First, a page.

A bit of an identity crisis with this plant: you may find it listed botanically as Lippia dulcis, Phyla scaberrima, or Phyla dulcis and commonly as Aztec sweet herb, bushy lippia, honey herb, Mayan mint, or yerba dulce, among other names. Whatever it’s called, it’s one of my top favorite plants for fragrant foliage. The rough, deeply veined, rich green leaves (often blushed with reddish purple in sunshine) release a strong scent (distinctly sweet but also a touch camphorous) when you rub or brush by them. They grow on long, slender, trailing stems. Planted in the ground, the plants form low carpets to about 1 foot tall, with the stems taking root where they touch the soil. Because Aztec sweet herb is frost-tender, though, I think it’s best in a pot or even a hanging basket, so you can bring it indoors in the winter. Oh yes, it does flower too, with small white bobbles all along the stems through most of the growing season.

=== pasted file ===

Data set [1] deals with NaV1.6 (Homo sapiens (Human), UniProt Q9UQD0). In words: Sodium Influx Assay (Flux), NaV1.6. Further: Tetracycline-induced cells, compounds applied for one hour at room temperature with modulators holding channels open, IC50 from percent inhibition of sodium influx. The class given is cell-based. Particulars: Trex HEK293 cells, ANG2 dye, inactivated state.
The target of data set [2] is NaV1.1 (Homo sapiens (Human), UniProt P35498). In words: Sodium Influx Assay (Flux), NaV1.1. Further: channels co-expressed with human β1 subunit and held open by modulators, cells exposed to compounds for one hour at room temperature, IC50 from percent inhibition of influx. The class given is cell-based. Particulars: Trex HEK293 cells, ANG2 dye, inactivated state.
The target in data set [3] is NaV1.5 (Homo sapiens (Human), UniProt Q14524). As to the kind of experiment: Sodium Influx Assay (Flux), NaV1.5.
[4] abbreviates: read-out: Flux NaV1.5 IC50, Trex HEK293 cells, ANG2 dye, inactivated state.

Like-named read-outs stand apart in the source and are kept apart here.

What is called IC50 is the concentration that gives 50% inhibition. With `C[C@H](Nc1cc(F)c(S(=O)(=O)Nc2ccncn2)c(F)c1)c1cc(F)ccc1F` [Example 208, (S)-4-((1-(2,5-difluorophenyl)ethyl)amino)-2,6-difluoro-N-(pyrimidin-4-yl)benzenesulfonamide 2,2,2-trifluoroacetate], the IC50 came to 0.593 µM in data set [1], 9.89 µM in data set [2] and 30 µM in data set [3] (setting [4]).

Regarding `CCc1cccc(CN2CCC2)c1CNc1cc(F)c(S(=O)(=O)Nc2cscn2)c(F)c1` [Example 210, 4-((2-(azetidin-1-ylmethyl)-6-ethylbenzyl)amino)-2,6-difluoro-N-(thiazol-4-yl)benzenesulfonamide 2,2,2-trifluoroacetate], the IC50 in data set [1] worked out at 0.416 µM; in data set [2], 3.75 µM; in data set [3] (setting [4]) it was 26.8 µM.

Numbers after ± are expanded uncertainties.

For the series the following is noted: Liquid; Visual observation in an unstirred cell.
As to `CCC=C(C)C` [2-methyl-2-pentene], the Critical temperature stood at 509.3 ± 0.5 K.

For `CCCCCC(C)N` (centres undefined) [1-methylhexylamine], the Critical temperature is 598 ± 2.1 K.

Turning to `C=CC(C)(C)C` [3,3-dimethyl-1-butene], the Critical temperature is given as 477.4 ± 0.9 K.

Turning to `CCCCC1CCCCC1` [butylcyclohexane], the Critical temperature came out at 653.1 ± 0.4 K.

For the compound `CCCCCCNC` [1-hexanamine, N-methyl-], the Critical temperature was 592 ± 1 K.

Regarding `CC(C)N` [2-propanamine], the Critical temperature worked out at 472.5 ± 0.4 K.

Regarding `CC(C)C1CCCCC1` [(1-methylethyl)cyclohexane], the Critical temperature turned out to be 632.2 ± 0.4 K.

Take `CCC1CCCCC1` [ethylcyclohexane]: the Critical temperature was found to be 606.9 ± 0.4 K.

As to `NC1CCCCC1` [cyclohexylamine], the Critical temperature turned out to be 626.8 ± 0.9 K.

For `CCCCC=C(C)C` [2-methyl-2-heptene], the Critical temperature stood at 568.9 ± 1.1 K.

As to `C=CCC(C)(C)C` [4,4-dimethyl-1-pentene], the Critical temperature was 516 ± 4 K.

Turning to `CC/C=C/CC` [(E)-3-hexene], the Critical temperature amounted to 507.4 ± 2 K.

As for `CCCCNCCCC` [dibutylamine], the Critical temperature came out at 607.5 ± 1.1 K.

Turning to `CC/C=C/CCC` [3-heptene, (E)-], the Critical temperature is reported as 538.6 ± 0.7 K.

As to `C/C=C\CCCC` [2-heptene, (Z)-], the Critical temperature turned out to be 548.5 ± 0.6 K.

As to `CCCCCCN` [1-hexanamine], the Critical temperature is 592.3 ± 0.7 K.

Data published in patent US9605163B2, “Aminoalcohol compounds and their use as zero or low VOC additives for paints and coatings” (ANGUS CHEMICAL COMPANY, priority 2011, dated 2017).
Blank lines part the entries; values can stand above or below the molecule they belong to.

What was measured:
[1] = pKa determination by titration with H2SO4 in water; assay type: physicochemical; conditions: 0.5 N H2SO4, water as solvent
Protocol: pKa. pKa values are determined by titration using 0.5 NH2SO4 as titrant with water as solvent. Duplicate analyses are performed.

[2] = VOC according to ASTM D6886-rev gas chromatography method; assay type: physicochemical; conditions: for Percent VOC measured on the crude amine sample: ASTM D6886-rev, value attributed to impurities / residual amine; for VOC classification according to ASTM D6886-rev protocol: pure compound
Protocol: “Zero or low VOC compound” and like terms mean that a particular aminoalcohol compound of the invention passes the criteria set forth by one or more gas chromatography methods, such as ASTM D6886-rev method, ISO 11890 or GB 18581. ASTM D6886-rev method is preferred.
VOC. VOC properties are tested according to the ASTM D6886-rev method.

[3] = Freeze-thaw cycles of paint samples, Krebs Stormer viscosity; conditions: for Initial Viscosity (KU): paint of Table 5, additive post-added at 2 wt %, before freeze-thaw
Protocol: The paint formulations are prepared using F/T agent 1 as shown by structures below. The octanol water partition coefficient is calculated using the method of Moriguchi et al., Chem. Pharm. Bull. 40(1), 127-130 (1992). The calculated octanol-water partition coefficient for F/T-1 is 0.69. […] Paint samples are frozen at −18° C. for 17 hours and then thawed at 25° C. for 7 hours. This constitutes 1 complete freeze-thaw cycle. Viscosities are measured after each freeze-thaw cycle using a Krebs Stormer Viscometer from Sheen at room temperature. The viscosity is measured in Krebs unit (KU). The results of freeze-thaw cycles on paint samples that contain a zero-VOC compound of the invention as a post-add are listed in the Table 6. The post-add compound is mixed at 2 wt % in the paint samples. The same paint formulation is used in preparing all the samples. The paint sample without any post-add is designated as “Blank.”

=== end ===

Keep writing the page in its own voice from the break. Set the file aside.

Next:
Though it’s not a traffic stopper to look at, Aztec sweet herb is a real treat to grow by a door or bench, where you can easily reach the leaves to enjoy their scent. It’s also a fantastic addition to handheld bouquets for its fragrance. Aztec sweet herb has medicinal and culinary uses too, but I’ll let you look into those for yourself; I grow it only as an ornamental.
Full sun to light shade. Generally hardy in Zone 9 and south; elsewhere, you could grow it as an annual or as a tender perennial you overwinter indoors.
2021-collected seeds sold out. I hope to collect again in September and October 2022. Each packet contains at least 10 seeds.
Please read the germination information as well before ordering.